Couscous

Israeli couscous with roasted butternut squash pairs the flavors of fall with pearl-shaped Israeli couscous. 

TAMMY LJUNGBLAD, KANSAS CITY STAR

If you’ve been paying attention to a guy named Michael Solomonov — the James Beard award-winning restaurant chef and owner of Zahav in Philadelphia — you already may be familiar with the nutty flavor and slight chew of Israeli couscous.

At his restaurant and in his cookbook, Solomonov serves the pearl-shaped granules in a variety of ways: cooked risotto-style with tomato to serve with fish, “stained” by carrot juice and saffron or combined with spicy kale and lemon to make salads.

While pantry ingredients like pomegranate molasses and zaa’tar may not make it into a regular meal rotation, Israeli couscous is an easy ingredient to work into a menu plan. It’s widely available in the health food or ethnic aisles of larger supermarkets. Similar to rice, the key to this larger format couscous is to steam it until it’s tender but not gummy.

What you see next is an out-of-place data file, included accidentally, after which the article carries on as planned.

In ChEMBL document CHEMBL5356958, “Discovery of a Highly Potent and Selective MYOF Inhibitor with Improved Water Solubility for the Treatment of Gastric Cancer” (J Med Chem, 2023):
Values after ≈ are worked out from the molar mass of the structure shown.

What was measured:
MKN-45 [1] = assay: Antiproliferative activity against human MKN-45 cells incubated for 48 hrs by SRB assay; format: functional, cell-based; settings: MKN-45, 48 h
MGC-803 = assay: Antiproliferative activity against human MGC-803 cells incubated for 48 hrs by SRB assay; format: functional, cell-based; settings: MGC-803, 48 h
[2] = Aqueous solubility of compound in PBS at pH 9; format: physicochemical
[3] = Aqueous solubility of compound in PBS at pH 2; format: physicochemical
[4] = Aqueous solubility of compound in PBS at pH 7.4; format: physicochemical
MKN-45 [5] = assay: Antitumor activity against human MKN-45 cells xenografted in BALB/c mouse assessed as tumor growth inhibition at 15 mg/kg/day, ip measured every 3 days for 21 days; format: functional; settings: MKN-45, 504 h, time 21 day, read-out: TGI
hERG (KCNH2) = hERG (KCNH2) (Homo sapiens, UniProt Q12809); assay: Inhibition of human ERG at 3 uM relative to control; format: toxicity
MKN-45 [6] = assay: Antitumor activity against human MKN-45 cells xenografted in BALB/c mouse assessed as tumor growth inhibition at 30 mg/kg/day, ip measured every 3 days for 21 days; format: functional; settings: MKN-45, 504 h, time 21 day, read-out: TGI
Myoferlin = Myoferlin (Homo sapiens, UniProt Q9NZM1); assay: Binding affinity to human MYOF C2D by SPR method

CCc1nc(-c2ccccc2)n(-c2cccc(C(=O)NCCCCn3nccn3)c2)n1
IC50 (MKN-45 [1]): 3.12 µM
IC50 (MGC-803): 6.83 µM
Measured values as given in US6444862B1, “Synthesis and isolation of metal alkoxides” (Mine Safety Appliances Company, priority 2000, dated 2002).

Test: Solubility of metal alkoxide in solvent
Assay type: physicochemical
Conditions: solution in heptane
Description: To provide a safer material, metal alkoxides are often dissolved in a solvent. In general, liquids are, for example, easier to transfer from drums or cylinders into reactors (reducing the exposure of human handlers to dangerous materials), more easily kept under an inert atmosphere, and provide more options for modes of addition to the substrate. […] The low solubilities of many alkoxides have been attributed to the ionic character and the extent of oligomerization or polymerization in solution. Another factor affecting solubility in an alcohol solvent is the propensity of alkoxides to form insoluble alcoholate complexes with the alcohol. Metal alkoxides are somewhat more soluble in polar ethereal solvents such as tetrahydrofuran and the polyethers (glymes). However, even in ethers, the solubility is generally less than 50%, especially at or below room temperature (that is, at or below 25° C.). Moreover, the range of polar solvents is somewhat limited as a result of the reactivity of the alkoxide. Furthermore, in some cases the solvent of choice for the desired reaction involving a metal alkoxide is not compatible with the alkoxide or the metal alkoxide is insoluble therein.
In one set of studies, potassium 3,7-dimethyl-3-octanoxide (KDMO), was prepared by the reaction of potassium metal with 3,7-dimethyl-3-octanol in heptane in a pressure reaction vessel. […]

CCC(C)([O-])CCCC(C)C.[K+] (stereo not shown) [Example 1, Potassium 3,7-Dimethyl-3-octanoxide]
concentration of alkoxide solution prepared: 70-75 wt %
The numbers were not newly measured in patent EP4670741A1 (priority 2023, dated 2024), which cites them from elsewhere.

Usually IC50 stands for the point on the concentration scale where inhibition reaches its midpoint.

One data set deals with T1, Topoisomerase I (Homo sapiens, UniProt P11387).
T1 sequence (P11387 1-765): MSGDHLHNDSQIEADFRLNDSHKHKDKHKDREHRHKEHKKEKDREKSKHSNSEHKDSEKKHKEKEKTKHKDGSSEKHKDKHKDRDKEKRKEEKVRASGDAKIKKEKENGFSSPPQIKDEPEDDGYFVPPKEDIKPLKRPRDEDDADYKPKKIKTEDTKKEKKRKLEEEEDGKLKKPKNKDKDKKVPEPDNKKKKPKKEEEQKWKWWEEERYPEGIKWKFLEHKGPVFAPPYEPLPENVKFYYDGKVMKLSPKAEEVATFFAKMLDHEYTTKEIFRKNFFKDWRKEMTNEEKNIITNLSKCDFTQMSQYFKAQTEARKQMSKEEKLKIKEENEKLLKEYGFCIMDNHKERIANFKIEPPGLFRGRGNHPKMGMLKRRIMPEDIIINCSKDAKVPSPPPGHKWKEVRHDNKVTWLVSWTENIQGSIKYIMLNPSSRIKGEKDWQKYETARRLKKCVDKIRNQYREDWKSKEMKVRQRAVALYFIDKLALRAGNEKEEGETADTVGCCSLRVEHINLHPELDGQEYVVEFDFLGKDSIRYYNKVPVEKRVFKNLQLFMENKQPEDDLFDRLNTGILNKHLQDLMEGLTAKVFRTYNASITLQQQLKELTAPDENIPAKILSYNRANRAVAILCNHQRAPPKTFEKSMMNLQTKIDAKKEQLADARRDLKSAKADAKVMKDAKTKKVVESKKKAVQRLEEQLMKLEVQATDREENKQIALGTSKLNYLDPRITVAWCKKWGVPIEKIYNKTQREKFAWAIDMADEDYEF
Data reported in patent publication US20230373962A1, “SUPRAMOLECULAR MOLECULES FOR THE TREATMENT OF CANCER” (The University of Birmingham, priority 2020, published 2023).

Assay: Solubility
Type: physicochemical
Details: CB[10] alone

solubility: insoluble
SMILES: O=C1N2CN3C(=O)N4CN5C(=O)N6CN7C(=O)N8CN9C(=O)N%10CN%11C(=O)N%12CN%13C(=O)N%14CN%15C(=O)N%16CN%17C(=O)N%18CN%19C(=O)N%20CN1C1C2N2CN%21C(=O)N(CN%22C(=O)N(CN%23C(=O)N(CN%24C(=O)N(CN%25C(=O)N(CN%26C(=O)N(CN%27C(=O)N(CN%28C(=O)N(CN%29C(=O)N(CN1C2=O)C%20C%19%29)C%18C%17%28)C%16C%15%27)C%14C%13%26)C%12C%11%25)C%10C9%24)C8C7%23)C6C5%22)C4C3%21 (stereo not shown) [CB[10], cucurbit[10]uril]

Solomonov was born in Tel Aviv and grew up in Pennsylvania so his dishes combine Israeli cooking techniques with seasonal American ingredients. This Israeli couscous with roasted butternut squash pairs the semolina-wheat pasta with the flavors of fall: toasted pecans, pears and cranberries.

Preparation tips: Toasting the walnuts intensifies their flavor. To toast, spread the walnuts or pecans on a baking sheet. Bake at 350 degrees for 5 to 7 minutes or until lightly toasted.

Butternut squash cubes are often readily available, already peeled and cut in the produce section of large grocery stores. Alternately, you can cut the butternut squash. To make cutting easier, pierce the squash 3 or 4 times with a sharp knife. Microwave the squash on high (100 percent) power for 1 to 2 minutes; allow to stand and cool 3 minutes. Using a large, heavy knife, cut off stem. Peel using a vegetable peeler. Cut the squash in half and scoop out the seeds. Cut the flesh into cubes.

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